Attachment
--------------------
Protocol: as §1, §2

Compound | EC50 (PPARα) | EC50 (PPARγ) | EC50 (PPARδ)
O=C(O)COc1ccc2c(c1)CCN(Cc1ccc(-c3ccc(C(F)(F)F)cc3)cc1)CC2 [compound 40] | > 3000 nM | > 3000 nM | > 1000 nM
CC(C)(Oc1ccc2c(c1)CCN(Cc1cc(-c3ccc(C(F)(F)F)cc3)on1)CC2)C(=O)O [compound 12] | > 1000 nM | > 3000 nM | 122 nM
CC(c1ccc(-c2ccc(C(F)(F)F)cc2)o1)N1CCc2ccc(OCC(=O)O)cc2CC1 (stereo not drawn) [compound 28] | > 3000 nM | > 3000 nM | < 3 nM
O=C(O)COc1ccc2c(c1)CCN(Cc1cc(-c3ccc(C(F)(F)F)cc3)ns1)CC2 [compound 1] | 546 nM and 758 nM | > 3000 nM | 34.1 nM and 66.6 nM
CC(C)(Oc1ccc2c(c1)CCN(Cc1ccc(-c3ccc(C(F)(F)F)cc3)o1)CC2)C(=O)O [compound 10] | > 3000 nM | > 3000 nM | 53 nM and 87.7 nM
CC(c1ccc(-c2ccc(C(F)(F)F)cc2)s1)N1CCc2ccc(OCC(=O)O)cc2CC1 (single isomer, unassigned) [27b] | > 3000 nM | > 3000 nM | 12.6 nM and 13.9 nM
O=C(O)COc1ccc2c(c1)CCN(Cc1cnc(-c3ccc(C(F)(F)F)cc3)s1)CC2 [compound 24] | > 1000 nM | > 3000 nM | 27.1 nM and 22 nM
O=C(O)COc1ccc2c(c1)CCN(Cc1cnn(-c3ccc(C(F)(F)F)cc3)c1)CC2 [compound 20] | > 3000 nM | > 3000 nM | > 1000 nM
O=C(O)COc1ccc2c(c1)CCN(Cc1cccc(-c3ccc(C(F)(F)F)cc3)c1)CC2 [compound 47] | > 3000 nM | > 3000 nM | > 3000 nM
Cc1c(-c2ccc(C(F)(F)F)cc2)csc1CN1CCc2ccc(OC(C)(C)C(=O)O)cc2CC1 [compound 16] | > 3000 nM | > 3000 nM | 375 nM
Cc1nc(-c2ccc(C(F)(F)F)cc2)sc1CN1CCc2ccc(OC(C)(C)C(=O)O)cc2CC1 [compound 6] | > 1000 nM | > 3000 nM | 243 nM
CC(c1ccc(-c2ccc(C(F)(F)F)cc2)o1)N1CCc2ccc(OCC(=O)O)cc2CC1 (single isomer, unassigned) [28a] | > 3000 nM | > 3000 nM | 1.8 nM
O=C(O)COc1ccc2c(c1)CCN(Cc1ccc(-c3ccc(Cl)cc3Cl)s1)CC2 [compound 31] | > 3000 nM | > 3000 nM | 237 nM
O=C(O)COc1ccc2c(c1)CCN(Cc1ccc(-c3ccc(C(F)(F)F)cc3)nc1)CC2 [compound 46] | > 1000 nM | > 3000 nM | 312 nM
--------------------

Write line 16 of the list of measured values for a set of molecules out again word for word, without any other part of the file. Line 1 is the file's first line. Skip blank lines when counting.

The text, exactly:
O=C(O)COc1ccc2c(c1)CCN(Cc1ccc(-c3ccc(C(F)(F)F)cc3)nc1)CC2 [compound 46] | > 1000 nM | > 3000 nM | 312 nM